Filling in the Table

The northwest corner of the table below (suggested by de Vries is standard. Does it make sense to think about  the remaining five cells as de Vries suggests?

Table: Types of Goods

Excludable Non-excludable Anti-excludable [Includable]
Rival[Congesting] Private Congesting or Common Pool Resource Rally Good
Non-rival Club Public Viral Good
Anti-rival [Network] Social Network Broadcast Media Memetic Good


There are five cells in the table requiring names. I hereby coin the following:

  • Anti-Rival and Excludable: Social Network Good (For example, Facebook, it is excludable, but my membership makes yours more valuable)
  • Anti-Rival and Non-Excludable: Media Good (For example any broadcast activity (de Vries suggests Social Tagging) but really any type of social media like Twitter)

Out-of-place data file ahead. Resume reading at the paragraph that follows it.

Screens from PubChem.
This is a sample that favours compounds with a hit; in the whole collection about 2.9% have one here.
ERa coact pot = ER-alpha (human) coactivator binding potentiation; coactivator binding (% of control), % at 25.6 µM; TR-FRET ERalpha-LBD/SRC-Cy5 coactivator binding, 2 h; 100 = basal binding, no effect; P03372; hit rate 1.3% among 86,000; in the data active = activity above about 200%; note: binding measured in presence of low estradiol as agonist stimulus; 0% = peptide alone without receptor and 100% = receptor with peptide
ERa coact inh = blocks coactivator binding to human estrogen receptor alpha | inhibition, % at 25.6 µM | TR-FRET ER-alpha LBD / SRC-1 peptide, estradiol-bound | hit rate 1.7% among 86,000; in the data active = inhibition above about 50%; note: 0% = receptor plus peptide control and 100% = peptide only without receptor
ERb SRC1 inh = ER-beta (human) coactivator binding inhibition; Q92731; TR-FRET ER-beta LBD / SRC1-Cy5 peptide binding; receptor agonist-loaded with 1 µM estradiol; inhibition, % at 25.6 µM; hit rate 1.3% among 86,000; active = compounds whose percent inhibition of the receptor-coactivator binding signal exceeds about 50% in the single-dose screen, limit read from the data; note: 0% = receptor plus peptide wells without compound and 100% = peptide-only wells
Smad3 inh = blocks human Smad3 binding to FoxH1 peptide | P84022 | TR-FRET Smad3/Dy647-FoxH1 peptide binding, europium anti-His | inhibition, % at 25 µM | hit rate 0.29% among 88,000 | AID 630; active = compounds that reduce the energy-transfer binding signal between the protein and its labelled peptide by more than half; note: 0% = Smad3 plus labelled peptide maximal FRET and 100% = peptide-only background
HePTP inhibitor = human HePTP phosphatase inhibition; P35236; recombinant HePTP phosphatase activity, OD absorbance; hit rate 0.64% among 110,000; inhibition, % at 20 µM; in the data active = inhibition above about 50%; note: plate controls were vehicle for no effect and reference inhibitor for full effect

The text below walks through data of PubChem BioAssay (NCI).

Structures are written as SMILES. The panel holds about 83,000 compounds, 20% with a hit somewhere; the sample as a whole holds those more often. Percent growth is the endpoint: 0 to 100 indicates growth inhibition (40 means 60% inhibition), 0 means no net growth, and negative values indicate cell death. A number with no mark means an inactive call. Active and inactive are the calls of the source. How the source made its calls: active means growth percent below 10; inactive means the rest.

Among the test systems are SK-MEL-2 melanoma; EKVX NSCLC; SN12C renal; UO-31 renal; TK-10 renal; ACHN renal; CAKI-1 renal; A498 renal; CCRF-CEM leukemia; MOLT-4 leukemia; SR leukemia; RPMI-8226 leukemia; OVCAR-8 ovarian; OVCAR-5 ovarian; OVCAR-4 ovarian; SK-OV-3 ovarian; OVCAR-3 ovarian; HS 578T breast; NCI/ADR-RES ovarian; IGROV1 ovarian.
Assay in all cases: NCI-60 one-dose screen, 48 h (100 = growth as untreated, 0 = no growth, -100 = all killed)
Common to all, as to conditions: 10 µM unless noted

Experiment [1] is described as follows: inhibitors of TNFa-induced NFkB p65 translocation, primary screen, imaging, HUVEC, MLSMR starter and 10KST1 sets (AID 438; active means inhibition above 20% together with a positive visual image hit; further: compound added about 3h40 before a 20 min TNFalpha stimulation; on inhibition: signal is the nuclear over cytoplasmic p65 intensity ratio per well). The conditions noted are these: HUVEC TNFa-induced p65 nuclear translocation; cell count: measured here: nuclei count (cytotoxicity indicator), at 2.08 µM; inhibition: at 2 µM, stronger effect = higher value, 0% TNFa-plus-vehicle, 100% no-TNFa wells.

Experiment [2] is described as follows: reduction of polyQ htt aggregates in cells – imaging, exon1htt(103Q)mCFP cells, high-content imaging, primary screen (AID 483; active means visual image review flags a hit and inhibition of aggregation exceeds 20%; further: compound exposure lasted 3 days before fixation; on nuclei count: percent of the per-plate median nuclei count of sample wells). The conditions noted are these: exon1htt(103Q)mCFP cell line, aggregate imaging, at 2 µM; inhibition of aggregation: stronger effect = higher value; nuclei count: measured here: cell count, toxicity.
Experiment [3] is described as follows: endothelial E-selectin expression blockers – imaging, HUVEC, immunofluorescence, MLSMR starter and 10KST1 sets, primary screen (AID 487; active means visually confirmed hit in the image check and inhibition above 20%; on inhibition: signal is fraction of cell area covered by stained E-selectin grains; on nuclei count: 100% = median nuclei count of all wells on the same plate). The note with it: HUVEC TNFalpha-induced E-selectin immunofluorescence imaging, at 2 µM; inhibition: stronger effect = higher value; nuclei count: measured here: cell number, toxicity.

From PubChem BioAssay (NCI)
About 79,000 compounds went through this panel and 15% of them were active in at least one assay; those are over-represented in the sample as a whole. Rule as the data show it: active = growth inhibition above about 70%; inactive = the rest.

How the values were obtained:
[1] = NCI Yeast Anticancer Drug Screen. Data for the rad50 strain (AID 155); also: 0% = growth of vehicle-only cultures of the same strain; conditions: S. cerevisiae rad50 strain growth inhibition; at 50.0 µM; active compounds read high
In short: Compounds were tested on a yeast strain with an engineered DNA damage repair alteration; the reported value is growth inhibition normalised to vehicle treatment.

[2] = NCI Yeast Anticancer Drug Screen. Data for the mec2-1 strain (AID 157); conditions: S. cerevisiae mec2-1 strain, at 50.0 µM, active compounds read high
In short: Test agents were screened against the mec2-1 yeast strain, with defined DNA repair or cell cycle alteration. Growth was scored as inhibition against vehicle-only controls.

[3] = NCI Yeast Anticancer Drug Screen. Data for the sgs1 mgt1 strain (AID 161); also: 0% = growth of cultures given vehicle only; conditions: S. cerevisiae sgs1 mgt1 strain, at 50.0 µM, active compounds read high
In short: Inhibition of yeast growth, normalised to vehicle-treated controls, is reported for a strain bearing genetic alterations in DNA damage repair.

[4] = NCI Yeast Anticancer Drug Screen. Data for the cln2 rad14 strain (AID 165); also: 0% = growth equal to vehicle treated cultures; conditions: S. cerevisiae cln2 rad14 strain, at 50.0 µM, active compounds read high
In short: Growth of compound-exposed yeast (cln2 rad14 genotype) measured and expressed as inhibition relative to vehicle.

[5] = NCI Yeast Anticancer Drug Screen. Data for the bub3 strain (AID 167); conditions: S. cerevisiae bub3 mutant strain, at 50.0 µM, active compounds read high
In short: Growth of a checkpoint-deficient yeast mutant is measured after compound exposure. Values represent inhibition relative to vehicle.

• Anti-Rival and Anti-Excludable: Memetic Good (Perhaps Walking or Biking)
  • Non-Rival and Anti-Excludable: Viral Good (For instance as per de Vries, Peer-to-Peer software)
  • Rival and Anti-Excludable: Rally Good (Envision a rally on a public square (for instance to overthrow a government) which attracts protestors, but does get crowded)



In short there are some additional types of goods beyond rival/non-rival and excludable/non-excludable.

Anti-rival goods – I benefit if others use

Anti-excludable goods – I spread the use of the good to others every time I use.

Anti-rival, anti-excludable items include many ideas or memes. My possessing an idea does not prevent you from possessing it, so it is certainly non-rival. Unlike tangible property, ideas cannot be easily protected. (There are of course patents and copyrights, but those affect physical (or electronic) production, not what’s in your head). However many ideas are better if more people possess them, so we could class them as network goods, or anti-rival. Similarly many ideas are so good people want to share them. Like a juicy secret, telling someone induces it to spread more widely, making it anti-excludable.